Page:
When Should I Perform the First Mite Check and Treatment?
Ask the Expert!
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Kristi Cook replies:
A key time for getting a jump on varroa is when the colony is broodless, since any mites present will be in a phoretic state rather than hiding inside capped brood. This makes freshly installed packages the perfect opportunity to take mite counts and to conduct treatments, as it will take anywhere from a few days to a week or more before the new queen lays her first eggs.
However, a bit of care should be taken to minimize stress to the package when it first arrives in the bee yard. Allow the freshly installed colony time to accept both the new queen and its new home. Typically, queen acceptance takes two-three days before it’s safe to release the queen into the hive, and you’ll know the colony has accepted its new home once worker bees begin building new comb or the queen lays her first eggs.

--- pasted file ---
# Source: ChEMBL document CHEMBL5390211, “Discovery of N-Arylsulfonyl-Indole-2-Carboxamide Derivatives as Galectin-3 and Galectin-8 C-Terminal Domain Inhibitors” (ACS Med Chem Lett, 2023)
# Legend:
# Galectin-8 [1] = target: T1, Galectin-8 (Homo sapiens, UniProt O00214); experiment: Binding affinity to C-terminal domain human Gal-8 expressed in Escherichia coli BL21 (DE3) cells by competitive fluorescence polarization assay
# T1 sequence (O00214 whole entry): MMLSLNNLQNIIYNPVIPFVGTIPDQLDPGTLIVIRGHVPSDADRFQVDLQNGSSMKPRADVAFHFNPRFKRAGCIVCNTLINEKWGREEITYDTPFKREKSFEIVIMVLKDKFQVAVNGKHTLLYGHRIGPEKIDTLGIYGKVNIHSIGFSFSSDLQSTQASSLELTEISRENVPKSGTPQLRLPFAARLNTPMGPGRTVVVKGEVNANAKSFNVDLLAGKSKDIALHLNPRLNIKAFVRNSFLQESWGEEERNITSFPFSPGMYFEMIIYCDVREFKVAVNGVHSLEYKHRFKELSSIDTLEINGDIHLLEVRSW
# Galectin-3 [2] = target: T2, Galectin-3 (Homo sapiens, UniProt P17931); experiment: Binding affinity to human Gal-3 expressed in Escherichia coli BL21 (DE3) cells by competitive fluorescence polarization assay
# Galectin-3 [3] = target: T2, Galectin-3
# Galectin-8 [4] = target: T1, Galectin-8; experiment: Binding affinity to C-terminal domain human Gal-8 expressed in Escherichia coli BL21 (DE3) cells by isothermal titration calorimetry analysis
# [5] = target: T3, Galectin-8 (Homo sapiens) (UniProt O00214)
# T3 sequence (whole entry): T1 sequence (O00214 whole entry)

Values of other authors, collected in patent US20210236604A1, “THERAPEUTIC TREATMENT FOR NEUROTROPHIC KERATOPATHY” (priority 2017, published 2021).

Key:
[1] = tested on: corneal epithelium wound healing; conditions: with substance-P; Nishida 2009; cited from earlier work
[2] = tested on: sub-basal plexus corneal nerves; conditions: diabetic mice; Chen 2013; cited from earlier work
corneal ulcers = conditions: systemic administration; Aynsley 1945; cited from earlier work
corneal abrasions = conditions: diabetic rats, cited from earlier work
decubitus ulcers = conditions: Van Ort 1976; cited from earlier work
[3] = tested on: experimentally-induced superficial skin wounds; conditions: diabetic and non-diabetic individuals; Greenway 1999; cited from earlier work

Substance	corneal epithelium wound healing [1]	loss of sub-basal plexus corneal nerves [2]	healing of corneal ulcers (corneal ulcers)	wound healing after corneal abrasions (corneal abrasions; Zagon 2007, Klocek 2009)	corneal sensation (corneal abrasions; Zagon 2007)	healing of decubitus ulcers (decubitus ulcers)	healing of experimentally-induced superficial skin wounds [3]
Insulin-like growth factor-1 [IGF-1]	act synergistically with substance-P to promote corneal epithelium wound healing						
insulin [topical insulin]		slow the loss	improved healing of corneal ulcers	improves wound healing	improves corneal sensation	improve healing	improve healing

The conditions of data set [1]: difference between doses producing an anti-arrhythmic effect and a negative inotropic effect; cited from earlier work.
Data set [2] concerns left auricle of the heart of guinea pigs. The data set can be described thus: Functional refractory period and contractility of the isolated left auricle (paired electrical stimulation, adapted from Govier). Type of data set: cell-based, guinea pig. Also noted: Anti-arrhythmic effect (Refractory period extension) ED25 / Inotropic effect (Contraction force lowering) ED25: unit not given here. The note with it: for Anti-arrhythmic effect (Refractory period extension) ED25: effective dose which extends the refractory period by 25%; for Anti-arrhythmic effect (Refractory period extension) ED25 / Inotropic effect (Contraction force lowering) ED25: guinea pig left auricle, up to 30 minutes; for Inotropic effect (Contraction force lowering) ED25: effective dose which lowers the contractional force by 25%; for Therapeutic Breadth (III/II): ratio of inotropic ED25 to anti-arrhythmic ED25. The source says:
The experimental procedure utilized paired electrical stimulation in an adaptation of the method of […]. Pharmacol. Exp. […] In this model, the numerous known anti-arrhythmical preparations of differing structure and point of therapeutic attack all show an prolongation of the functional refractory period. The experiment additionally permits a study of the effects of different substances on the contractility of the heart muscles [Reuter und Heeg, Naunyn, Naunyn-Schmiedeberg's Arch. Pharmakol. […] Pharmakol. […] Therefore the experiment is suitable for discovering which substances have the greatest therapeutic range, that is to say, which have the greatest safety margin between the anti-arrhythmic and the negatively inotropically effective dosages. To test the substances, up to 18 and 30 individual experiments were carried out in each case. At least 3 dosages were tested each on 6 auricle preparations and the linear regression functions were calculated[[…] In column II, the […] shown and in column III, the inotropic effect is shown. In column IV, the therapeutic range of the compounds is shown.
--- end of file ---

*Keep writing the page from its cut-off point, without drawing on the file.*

As soon as the bees show queen acceptance and have settled into their new home—usually within five days or so—conduct that first mite test using the method of your choice. If mite counts suggest the need for treatment, apply at this time before any brood is capped to ensure only phoretic mites are present. Keep in mind you only have a maximum of eight days once that first egg is laid to the time it is capped, so don’t miss this very short window of time.
Taking mite counts and treating accordingly before packages begin capping brood is a prime example of good timing when it comes to varroa control. This gives the colony a fighting chance against varroa provided you continue to monitor and treat accordingly throughout the rest of the season.